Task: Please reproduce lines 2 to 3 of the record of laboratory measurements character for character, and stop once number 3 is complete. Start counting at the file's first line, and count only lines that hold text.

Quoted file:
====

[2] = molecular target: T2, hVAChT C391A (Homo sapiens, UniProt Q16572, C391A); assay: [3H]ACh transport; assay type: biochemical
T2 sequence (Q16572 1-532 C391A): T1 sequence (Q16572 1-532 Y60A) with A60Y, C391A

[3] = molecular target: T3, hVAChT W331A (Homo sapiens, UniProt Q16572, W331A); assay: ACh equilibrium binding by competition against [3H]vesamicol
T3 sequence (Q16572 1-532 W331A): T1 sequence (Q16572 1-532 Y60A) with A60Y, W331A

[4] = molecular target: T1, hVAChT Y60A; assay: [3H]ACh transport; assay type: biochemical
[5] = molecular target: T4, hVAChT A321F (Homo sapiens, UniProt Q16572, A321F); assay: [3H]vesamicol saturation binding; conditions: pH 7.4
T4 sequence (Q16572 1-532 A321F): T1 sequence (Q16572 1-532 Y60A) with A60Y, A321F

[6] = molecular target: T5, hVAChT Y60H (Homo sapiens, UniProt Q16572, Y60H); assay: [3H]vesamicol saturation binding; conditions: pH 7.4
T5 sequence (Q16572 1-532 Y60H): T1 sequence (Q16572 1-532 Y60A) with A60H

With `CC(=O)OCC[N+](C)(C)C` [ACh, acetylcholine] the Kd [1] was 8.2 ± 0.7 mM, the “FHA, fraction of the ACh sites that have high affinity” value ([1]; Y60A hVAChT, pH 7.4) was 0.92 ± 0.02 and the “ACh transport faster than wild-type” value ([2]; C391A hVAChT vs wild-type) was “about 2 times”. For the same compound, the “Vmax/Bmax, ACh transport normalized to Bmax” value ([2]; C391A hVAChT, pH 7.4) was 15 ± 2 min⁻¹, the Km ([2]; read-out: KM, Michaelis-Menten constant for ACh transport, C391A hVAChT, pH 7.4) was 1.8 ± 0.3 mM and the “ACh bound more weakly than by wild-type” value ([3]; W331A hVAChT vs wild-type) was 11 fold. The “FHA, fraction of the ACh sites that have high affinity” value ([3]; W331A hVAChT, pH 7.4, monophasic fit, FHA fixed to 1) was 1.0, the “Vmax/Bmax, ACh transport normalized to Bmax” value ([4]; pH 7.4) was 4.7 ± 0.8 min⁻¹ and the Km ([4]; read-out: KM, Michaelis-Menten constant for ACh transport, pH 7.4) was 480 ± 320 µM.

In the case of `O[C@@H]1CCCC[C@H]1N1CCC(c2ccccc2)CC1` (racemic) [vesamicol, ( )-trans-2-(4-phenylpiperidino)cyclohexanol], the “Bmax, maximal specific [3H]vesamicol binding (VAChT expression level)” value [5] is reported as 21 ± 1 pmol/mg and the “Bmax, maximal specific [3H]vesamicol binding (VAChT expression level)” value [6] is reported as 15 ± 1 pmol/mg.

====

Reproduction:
T2 sequence (Q16572 1-532 C391A): T1 sequence (Q16572 1-532 Y60A) with A60Y, C391A

[3] = molecular target: T3, hVAChT W331A (Homo sapiens, UniProt Q16572, W331A); assay: ACh equilibrium binding by competition against [3H]vesamicol